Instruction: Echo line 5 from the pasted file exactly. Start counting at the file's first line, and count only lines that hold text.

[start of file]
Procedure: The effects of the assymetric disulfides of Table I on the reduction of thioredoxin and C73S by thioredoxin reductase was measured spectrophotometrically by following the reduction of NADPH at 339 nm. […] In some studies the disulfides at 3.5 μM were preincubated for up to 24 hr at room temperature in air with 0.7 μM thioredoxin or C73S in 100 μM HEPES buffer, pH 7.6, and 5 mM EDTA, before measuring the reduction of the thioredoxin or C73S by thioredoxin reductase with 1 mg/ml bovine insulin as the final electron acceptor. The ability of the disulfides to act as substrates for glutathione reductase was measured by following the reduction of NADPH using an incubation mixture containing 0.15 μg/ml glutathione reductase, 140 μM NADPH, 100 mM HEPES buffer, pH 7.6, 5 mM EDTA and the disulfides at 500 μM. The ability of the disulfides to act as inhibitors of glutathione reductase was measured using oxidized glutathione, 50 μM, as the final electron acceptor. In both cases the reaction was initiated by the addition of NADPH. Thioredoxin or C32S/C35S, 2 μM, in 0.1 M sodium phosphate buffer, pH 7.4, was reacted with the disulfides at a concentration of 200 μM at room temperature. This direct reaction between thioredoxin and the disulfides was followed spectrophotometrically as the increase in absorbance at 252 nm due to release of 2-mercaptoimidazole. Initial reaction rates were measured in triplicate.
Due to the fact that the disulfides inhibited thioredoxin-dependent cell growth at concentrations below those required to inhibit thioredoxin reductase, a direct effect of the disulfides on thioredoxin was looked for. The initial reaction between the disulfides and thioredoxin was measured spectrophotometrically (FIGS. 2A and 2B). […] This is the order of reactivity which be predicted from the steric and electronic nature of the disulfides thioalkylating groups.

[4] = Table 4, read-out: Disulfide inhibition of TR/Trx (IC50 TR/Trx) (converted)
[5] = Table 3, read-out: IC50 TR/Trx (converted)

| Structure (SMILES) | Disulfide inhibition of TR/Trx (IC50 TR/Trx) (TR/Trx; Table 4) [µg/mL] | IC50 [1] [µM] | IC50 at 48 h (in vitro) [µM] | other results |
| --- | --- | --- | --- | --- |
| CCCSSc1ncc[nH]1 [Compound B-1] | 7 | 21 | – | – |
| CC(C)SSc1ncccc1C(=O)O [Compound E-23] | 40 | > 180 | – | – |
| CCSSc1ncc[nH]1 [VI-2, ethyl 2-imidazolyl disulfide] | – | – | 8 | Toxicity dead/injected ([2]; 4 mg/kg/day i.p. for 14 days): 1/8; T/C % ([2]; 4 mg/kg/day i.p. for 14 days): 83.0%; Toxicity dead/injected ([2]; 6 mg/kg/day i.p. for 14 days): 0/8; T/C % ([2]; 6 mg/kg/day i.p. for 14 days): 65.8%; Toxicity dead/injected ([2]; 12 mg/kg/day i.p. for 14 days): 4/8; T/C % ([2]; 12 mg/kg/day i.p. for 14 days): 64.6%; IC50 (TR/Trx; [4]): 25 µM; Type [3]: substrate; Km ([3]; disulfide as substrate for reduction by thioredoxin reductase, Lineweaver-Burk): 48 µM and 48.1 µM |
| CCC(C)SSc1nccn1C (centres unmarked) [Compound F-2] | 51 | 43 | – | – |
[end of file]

| Structure (SMILES) | Disulfide inhibition of TR/Trx (IC50 TR/Trx) (TR/Trx; Table 4) [µg/mL] | IC50 [1] [µM] | IC50 at 48 h (in vitro) [µM] | other results |